Thin sections (was Microtomes)

From:"Morken, Tim"

That's very tough. And what would you gain? Too thin and you lose contrast
to the point you won't see anything. What, exactly is the specimen and what
is the desired outcome?

Tim Morken

-----Original Message-----
From: Ephram Shizgal []
Sent: Wednesday, January 29, 2003 8:54 PM
To: 'HistoNet Server'

I have been interested in tossing a general microtome/sectioning question
out to the list and this seems like a good place for it to go:

If someone were to suggest that you needed to produce sections between 20
and 30 nm to use on a specific TEM to get results, is this a thickness that
most of you feel is attainable (albeit something of a challenge) or, in
fact, too challenging to be routinely considered ?

Thanks in advance for the feedback.


Ephram Shizgal
Delong America (a member of the LVEM5 Group of Delong Instruments)
In USA and Canada: 1-866-DELONGUSA (1-866-335-6648)
International: 514-904-1202

For LVEM5 (Low Voltage Electron Microscope)
information please visit 

-----Original Message-----
From: Georger, Mary [] 
Sent: Wednesday, January 29, 2003 7:45 PM
To: HistoNet Server; 'Timothy R. Wheelock'

Hi Tim,
I have dhad the Microm HM 355 S for several years and asolutely love it! We
do many very tedious serial cuts of entire vessels, and the machine makes my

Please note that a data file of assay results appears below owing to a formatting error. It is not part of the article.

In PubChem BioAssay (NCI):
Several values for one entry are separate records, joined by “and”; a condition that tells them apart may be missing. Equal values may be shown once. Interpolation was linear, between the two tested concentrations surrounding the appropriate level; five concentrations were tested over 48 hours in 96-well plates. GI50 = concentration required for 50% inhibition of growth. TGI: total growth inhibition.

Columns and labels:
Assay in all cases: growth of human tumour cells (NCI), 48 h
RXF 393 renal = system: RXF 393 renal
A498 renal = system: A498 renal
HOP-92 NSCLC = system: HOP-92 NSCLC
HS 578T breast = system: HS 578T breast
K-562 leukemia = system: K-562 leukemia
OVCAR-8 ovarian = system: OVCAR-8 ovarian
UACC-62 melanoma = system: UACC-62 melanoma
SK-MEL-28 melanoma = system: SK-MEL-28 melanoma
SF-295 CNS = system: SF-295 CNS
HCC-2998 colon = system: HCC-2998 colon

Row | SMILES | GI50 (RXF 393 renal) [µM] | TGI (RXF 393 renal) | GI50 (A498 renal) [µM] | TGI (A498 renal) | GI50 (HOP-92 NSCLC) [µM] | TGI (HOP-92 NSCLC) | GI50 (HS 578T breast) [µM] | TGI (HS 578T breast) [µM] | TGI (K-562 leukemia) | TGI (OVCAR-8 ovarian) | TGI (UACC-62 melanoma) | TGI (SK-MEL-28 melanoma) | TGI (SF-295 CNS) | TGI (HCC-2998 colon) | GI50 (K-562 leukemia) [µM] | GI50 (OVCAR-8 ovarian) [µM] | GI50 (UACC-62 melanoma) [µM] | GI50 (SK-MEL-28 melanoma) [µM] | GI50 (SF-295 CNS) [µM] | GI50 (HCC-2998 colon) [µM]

life so much easier. It is reliable, easy to learn, and thus far I have had
no problems. 
Best of luck!
Mary Georger
Center for Cardiovascular Research
University of Rochester Medical Center
KMRB Room 2-9816
601 Elmwood Avenue.
PO Box 679
Rochester, New York  14642

> ----------
> From: 	Timothy R. Wheelock
> Sent: 	Wednesday, January 29, 2003 4:30 PM
> To: 	HistoNet Server
> Subject: 	MICROTOMES
>  Hi Everyone:
> I am in the market for a microtome.
> I have tested 3 fully automated machines and 3 manual machines. The 
> electric microtomes are the Richard Allan Microm HM 355 S, the Shandon  
> Finesse ME, and the Leica RM 2155. I did reference checks on all 3 
> electric machines.
> I eliminated the manual machines (by the same 3 companies) mainly
> because I found their flywheels much harder to turn than my present 30 
> year old AO820!
> I am leaning toward 1 of the electric microtomes, but thought I would
> ask people's opinion.
> One of the many issues  i am concerned about is durability, workmanship, 
> whether a machine is solidly built.
> Thanks for your time,
> Tim Wheelock
> Harvard Brain Tissue Resource Center (Brain Bank)
> McLean Hospital
> Belmont, MA

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